Political Cycles and Stock Returns
We develop a model of political cycles driven by time-varying risk aversion. Agents choose to work in the public or private sector and to vote Democrat or Republican. In equilibrium, when risk aversion is high, agents elect Democrats—the party promising more redistribution. The model predicts higher average stock market returns under Democratic presidencies, explaining the well-known “presidential puzzle.” The model can also explain why economic growth has been faster under Democratic presidencies. In the data, Democratic voters are more risk- averse and risk aversion declines during Democratic presidencies. Public workers vote Democrat while entrepreneurs vote Republican, as the model predicts.
The views in this paper are the responsibility of the authors, not the institutions with which they are affiliated, nor the National Bureau of Economic Research. For helpful comments, we are grateful to our conference discussants Daniel Andrei, Frederico Belo, Ian Dew-Becker, Alex Michaelides, Anna Pavlova, Ross Valkanov, and Mungo Wilson, as well as to Peter Buisseret, Wioletta Dziuda, Vito Gala, Marcin Kacperczyk, Ali Lazrak, Pedro Santa-Clara, Rob Stambaugh, Lucian Taylor, Francesco Trebbi, Harald Uhlig, Jan Zabojnik, conference participants at the Adam Smith Workshop, American Finance Association, Citrus Finance Conference, ESSFM Gerzensee, European Finance Association, Jackson Hole Finance Conference, Minnesota Macro-Asset Pricing Conference, MIT Capital Markets Research Workshop, Political Economy of Finance conference, Red Rock Finance conference, and seminar audiences at The Einaudi Institute for Economics and Finance, Imperial College, Rice University, University of British Columbia, University of Chicago (both Booth and Harris schools), University of Houston, University of Matej Bel, University of Michigan, University of Pennsylvania, University of Texas at Austin, WU Vienna, and the National Bank of Slovakia. We are also grateful to Will Cassidy, Bianca He, and Pierre Jaffard for excellent research assistance and to the Fama-Miller Center for Research in Finance and the Center for Research in Security Prices, both at Chicago Booth, for research support.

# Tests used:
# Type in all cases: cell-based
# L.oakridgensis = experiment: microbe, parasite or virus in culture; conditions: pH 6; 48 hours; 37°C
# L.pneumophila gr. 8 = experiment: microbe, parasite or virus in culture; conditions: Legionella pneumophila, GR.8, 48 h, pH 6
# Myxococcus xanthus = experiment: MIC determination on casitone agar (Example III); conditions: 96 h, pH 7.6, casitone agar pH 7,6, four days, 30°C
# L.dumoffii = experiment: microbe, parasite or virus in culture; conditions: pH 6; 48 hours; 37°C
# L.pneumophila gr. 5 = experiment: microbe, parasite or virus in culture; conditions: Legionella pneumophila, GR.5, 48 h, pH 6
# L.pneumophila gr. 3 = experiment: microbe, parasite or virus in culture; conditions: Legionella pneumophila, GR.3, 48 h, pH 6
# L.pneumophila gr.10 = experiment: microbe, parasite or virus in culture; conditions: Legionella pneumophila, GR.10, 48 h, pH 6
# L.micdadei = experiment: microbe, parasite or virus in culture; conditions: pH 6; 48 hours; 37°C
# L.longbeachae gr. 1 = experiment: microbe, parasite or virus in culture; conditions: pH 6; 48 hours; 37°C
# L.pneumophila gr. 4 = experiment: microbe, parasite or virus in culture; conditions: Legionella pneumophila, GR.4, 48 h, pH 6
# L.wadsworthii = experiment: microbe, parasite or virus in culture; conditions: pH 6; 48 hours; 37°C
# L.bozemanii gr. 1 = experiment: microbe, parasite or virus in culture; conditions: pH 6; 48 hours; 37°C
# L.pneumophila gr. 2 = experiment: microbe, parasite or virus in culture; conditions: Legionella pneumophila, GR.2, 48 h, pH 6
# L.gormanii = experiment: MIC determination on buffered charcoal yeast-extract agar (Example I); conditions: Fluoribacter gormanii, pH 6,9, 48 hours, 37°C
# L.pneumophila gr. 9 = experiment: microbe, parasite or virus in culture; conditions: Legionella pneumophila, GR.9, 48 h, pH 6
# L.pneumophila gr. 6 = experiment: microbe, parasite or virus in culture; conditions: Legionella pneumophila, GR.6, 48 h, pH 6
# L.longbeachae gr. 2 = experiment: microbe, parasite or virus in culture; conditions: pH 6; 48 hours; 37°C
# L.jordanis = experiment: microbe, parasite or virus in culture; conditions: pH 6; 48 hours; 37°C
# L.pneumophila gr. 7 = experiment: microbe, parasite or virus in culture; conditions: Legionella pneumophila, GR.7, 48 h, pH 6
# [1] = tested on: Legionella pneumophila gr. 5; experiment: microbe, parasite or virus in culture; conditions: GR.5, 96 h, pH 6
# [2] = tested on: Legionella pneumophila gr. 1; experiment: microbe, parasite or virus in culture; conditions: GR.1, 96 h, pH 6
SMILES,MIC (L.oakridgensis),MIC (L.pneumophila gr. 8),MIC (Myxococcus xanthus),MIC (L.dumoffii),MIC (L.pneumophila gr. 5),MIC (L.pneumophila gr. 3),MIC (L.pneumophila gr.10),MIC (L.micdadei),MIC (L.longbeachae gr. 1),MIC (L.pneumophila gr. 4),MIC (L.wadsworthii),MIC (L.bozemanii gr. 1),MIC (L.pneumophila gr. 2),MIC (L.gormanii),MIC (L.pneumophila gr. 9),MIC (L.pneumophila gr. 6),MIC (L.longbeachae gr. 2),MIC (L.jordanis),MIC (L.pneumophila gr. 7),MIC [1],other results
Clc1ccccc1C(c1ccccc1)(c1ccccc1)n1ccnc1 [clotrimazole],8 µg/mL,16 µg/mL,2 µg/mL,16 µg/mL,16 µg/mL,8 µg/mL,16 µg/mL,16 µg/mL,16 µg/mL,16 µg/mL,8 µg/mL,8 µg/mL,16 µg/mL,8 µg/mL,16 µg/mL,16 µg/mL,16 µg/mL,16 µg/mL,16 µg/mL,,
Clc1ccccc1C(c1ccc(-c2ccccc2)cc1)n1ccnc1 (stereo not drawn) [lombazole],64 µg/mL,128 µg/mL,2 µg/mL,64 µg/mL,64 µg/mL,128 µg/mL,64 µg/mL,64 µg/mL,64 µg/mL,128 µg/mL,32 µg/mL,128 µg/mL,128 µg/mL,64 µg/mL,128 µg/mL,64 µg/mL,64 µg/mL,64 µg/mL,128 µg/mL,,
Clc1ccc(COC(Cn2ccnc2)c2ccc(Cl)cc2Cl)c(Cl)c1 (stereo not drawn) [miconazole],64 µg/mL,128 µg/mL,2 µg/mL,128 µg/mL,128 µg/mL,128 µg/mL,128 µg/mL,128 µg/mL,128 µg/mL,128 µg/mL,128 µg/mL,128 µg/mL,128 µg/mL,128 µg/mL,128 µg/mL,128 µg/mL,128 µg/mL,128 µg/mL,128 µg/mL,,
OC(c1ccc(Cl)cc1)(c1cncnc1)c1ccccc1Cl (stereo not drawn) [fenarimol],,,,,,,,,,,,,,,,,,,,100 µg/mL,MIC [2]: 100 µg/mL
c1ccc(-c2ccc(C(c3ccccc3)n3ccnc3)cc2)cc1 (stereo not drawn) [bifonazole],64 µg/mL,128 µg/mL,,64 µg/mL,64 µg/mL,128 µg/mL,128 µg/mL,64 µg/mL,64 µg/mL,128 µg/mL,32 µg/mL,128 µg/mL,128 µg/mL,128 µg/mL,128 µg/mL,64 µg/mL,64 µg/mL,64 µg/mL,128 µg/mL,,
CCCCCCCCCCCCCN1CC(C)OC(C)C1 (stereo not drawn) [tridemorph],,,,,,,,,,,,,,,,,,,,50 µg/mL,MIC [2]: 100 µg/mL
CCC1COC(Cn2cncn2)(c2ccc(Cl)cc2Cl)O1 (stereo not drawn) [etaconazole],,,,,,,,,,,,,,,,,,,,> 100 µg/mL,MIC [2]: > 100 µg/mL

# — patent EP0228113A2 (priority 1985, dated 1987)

Ľuboš Pástor & Pietro Veronesi, 2020. "Political Cycles and Stock Returns," Journal of Political Economy, vol 128(11), pages 4011-4045.